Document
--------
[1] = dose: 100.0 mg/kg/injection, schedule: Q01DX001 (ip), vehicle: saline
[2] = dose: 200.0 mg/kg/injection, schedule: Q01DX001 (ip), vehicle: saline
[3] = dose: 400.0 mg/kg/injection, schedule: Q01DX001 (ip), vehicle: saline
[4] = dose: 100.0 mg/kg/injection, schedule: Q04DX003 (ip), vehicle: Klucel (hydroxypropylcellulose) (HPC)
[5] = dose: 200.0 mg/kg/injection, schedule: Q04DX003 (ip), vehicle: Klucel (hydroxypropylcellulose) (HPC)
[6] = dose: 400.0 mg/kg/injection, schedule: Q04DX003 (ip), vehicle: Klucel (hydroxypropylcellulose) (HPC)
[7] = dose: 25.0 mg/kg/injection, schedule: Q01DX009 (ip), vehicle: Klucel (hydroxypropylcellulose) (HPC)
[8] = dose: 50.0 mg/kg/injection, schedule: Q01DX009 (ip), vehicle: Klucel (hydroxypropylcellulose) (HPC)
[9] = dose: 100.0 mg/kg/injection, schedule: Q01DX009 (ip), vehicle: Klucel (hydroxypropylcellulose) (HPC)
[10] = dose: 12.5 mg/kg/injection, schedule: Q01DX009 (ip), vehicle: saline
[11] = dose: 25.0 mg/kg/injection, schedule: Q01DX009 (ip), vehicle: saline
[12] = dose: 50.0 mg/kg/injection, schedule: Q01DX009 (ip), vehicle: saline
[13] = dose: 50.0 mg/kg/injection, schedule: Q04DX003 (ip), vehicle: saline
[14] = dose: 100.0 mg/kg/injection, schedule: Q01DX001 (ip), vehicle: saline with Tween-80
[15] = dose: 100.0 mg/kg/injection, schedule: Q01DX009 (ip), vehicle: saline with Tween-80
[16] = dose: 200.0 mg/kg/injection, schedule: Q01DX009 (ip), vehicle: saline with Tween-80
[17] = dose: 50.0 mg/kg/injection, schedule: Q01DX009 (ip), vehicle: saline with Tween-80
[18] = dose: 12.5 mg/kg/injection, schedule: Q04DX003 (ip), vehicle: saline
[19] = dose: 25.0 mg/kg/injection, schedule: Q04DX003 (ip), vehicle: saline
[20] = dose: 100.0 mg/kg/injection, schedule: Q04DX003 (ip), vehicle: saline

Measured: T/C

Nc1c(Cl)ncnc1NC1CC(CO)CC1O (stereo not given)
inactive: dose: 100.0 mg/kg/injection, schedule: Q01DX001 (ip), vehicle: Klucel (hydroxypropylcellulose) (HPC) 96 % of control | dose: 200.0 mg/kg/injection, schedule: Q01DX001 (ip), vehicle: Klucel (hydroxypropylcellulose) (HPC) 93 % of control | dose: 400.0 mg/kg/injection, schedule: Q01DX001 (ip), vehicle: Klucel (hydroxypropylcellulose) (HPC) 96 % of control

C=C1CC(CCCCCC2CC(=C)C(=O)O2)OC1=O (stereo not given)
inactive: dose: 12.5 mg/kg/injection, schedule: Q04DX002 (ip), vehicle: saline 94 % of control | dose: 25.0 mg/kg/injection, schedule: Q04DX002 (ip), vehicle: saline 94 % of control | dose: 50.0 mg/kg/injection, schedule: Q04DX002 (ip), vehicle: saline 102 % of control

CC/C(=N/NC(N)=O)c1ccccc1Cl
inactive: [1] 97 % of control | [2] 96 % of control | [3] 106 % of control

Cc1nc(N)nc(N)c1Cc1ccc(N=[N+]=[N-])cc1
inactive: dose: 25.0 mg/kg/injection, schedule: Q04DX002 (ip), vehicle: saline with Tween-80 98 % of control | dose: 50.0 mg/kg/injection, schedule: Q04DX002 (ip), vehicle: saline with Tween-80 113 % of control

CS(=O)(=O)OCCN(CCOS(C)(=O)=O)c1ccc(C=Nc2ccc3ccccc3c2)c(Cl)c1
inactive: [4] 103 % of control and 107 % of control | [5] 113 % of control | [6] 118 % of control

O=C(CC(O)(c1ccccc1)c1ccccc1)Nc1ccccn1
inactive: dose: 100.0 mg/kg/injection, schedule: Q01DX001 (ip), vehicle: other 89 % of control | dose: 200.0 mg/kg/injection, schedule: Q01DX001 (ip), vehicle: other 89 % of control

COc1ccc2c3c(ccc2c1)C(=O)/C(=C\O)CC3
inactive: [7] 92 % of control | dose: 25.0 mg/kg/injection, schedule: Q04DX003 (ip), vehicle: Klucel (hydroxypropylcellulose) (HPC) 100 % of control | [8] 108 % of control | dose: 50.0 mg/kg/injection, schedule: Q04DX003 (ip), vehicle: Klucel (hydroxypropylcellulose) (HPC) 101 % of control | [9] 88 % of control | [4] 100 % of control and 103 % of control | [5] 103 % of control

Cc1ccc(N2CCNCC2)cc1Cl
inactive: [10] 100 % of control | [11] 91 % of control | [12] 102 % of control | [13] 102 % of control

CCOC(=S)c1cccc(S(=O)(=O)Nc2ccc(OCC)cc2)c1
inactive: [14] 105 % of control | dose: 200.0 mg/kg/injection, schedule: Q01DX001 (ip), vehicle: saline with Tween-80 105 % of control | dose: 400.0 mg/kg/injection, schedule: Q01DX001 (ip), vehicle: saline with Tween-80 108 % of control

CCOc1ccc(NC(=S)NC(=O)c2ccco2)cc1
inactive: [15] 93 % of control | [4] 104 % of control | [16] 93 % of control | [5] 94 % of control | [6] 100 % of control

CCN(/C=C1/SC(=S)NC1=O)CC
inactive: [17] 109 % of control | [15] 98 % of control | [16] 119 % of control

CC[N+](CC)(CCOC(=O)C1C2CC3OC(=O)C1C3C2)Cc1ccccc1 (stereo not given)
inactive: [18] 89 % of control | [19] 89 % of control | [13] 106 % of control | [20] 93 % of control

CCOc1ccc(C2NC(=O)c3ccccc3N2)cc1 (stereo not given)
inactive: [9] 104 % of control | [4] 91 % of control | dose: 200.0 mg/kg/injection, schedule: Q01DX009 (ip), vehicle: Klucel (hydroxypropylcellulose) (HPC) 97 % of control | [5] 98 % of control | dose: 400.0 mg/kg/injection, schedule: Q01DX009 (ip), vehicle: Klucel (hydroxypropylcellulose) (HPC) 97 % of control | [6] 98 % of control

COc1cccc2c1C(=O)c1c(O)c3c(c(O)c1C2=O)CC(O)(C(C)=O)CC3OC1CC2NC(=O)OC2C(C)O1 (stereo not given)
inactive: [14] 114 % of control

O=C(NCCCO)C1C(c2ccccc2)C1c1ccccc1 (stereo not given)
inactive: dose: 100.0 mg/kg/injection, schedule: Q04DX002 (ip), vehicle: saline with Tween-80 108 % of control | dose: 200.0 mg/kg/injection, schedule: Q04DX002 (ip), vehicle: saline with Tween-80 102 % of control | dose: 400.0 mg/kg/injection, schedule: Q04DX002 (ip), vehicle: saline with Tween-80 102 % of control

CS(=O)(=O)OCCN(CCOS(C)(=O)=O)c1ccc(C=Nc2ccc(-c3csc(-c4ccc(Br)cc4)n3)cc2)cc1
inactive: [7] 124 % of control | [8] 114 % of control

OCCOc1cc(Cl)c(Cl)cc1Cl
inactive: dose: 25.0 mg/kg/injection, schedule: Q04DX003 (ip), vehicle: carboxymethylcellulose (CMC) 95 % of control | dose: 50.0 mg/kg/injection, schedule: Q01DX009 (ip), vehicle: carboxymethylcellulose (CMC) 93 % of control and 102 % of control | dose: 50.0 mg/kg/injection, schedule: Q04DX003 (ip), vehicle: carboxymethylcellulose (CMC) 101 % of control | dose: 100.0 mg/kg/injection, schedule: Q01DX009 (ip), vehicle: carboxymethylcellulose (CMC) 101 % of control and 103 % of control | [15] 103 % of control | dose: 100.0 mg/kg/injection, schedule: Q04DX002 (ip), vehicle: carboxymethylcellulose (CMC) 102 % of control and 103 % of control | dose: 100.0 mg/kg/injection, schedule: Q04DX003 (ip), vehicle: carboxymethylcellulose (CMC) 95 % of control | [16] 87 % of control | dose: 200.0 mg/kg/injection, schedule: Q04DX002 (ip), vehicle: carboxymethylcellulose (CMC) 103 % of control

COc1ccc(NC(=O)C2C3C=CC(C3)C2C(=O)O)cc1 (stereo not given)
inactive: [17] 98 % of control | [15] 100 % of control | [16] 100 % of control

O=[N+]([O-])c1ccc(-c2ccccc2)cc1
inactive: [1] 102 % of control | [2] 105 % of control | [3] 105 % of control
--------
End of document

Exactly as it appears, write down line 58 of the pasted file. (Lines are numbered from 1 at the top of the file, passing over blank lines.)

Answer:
O=[N+]([O-])c1ccc(-c2ccccc2)cc1